This week’s Times Higher headline claims: ‘Many students will “defend to the death” the need for traditional campus-based lectures, and will only delve into the world of free online educational resources if instructed to by their teachers, a conference has heard.’ Which is fine.
‘Free online educational resources’ are not the same as OER though. So quotes like “Students are actually quite conservative in their use of open educational resources (OERs)” are meaningless and “A number of the students involved in our research expressed a view that people not registered as students should not have access to educational resources. They felt that making educational resources available to the public was unfair,” shows that clearly the point has been missed.
It is true that for most students, learners, or any other individuals involved in personal use or study, the openness of the resources is not particualrly relevant; for them it is just online, available, and free. The openness of OER only kicks in when their teachers do embed them and use them ‘as part of their course‘. Check the licence before you do that.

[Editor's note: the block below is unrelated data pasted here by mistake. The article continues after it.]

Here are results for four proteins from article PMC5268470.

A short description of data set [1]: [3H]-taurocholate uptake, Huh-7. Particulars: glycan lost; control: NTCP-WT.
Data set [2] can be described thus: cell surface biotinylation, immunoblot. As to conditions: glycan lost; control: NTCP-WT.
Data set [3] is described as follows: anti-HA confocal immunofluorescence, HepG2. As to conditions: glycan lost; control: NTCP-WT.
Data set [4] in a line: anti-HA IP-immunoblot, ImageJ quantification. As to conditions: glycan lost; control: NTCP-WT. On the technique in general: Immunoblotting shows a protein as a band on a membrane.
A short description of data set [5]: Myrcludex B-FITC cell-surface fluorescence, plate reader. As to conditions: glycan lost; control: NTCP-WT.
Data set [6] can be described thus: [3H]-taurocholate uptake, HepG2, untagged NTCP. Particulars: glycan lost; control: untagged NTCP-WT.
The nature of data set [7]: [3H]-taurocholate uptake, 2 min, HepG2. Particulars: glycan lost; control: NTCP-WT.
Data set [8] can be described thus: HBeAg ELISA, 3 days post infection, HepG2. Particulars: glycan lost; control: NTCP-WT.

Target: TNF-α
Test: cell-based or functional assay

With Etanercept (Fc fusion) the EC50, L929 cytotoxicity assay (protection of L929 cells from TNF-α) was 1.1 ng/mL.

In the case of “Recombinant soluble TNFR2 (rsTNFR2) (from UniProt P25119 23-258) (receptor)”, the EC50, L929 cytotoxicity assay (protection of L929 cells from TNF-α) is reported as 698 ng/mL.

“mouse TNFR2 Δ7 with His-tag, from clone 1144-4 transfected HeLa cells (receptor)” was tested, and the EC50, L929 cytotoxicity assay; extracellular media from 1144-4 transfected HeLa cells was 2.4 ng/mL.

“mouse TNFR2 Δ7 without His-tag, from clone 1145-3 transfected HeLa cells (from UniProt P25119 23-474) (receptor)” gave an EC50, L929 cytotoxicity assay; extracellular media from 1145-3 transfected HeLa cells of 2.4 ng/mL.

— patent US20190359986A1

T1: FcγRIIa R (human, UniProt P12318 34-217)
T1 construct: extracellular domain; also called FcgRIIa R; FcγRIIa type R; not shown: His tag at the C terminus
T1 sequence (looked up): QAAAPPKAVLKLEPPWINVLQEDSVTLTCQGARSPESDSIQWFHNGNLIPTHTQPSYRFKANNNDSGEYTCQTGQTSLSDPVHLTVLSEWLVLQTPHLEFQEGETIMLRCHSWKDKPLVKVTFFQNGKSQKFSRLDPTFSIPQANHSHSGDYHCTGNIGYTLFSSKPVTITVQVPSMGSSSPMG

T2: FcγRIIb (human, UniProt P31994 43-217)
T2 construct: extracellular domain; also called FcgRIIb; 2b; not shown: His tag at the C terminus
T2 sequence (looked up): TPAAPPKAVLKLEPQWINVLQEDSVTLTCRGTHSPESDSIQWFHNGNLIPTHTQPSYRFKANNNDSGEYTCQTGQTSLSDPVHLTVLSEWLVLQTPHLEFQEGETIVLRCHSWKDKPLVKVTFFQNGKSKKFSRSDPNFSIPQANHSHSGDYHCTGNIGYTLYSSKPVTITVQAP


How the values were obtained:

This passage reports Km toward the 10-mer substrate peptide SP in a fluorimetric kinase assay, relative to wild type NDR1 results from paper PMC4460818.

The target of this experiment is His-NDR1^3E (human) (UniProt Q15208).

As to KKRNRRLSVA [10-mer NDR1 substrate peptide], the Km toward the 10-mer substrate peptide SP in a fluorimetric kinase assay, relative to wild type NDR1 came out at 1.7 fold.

I look forward to reading the ‘findings from an NUS survey of 2,800 students, due to be published in June, assessing their attitude to online resources‘ because I’m interested in use of online resources. I am also interested in research being done into how colleagues re-use OER. We are doing more research on this topic at Oxford right now.
I will join students in defending “to the death” campus-based lectures. A great lecture is a unique and inspiring learning experience. It can be gold standard. In recognition of this, we will continue to fight to hunt down, capture and release as many examples of traditional Oxford campus-based lectures as free online open educational resources as we possibly can.
I hope other teachers will encourage their students to use them.
* I wasn’t there.